Gun­fire kills mul­ti­ple peo­ple in 2 New Zealand mosques

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WELLING­TON, New Zealand — A gun­man opened fire in two mosques in cen­tral Christchurch to­day, killing mul­ti­ple peo­ple in what the coun­try’s prime min­is­ter called “an ex­tra­or­di­nary and un­prece­dented act of vi­o­lence.”

The po­lice said three men and a woman were in cus­tody, and they were un­sure if there were other peo­ple in­volved. The coun­try’s po­lice com­mis­sioner, Mike Bush, warned res­i­dents of cen­tral Christchurch to stay in­doors, and po­lice asked mosques to close.

“Po­lice are re­spond­ing with its full ca­pa­bil­ity to man­age the sit­u­a­tion, but the risk en­vi­ron­ment re­mains ex­tremely high,” Bush said in a re­lease to­day, (shortly be­fore mid­night Cen­tral time Thurs­day).

“This is and will be one of New Zealand’s dark­est days,” New Zealand’s prime min­is­ter, Jacinda Ardern, said at a news con­fer­ence to­day.

De­tails about the shoot­ing and the num­ber of ca­su­al­ties were still emerg­ing late Thurs­day.

Ardern said many peo­ple af­fected may be mi­grants or refugees, and “they have cho­sen to make New Zealand their home, and it is their home. They are us. The per­son who has per­pet­u­ated this vi­o­lence against us is not.”

Bush said the Al Noor Mosque near Ha­gley Park

and a mosque on Lin­wood Av­enue, also in Christchurch, were at­tacked.

The New Zealand news web­site Stuff re­ported that po­lice had cleared Cathe­dral Square, the site of a rally to fight cli­mate change. All Christchurch schools were put on lock­down.

Shortly be­fore the shoot­ing, some­one ap­pear­ing to be the gun­man pub­licly posted links to a man­i­festo on Twit­ter and 8chan, an on­line fo­rum. The 8chan post in­cluded a link to what ap­peared to be the gun­man’s Face­book page, where he said he would soon broad­cast live video of the at­tack.

The 17-minute video, which ap­peared to be recorded on a hel­met cam­era, shows his drive to the mosque, fol­lowed by a har­row­ing nearly 2 min­utes of him shoot­ing at wor­ship­pers in the mosque be­fore flee­ing the build­ing, run­ning back to his car and swap­ping weapons.

He then re-en­ters the mosque and again be­gins shoot­ing, con­tin­u­ing to me­thod­i­cally move through the build­ing. Sev­eral vic­tims can be seen in the footage, many ly­ing on top of one an­other mo­tion­less in a cor­ner of the room.

Af­ter an­other few min­utes, he leaves again, gets in his ve­hi­cle and drives away, talk­ing to him­self through­out.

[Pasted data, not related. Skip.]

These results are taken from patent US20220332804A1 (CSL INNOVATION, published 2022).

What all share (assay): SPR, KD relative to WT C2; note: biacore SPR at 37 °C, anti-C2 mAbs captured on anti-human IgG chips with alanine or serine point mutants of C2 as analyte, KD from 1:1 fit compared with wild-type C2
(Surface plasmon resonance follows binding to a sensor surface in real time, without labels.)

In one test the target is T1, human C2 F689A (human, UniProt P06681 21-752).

“There wasn’t even time to aim, there was so many tar­gets,” he says at one point.

The video and Twit­ter posts showed weapons cov­ered in the names of past mil­i­tary gen­er­als and men who have re­cently car­ried out mass shoot­ings.

In the man­i­festo, the poster iden­ti­fied him­self as a 28-yearold man born in Aus­tralia. He listed his white na­tion­al­ist he­roes, de­scribed what he said mo­ti­vated him to at­tack, and said he pur­posely used guns to stir dis­cord in the United States around the Sec­ond Amend­ment.

Au­thor­i­ties said they were un­able to con­firm fa­tal­i­ties, but the scale of the blood­shed ap­peared to be vast. Ra­dio New Zealand quoted an eye­wit­ness say­ing, “there was blood ev­ery­where.”

Re­porters with the New Zealand Her­ald de­scribed see­ing bod­ies near the Al Noor Mosque, where about 300 peo­ple

were in­side for af­ter­noon prayers, ac­cord­ing to lo­cal me­dia ac­counts.

One pur­ported wit­ness, Mo­ham­mad Isam, a Bangladeshi jour­nal­ist, posted a video of mem­bers of Bangladesh’s na­tional cricket team who he said es­caped the at­tack.

The video showed sev­eral men wear­ing team jer­seys walk­ing briskly through a park with the mes­sage, “Bangladesh team es­caped from a mosque near Ha­gley Park where there were ac­tive shoot­ers. They ran back through Ha­gley Park back to the Oval,” re­fer­ring to the nearby cricket ground.

Af­ter the shoot­ing, Ardern can­celed her events for the rest of the day.

The shoot­ing hap­pened a day af­ter the coun­try’s min­is­ter for cli­mate change, James Shaw, 45, told po­lice that he was grabbed and hit on a street in the coun­try’s cap­i­tal, Welling­ton.

Re­ports of the shoot­ing hap­pened as young pro­test­ers were gath­er­ing in Christchurch and cities around the world to de­mand ac­tion on cli­mate change.

Christchurch, with about 388,000 res­i­dents, is the big­gest city on New Zealand’s South Is­land, hug­ging the Pa­cific Ocean coast.

There hasn’t been a mass shoot­ing in New Zealand since 1990, when a man killed 13 peo­ple, in­clud­ing two 6-yearolds, af­ter a dis­pute with his neigh­bor in the sea­side town of Aramoana.

That shoot­ing led to tight­ened gun laws, in­clud­ing re­stric­tions on “mil­i­tary style semi-au­to­matic weapons.”

Gun own­ers must be li­censed, a process that in­cludes a re­view of crim­i­nal ac­tiv­ity and men­tal health, at­ten­dance at a safety pro­gram, an ex­pla­na­tion of how the gun would be used, a res­i­dence visit to en­sure se­cure stor­age, and tes­ti­mo­ni­als from rel­a­tives and friends.

Mur­ders are rare in New Zealand, and gun deaths even rarer. There were 35 mur­ders coun­try­wide in 2017. Since 2007, gun homi­cides have been in the sin­gle dig­its each year ex­cept 2009, when there were 11.


Po­lice of­fi­cers pa­trol to­day out­side a mosque in cen­tral Christchurch, New Zealand, one of two where at least one gun­man opened fire. Res­i­dents of the area were warned to stay in­doors.

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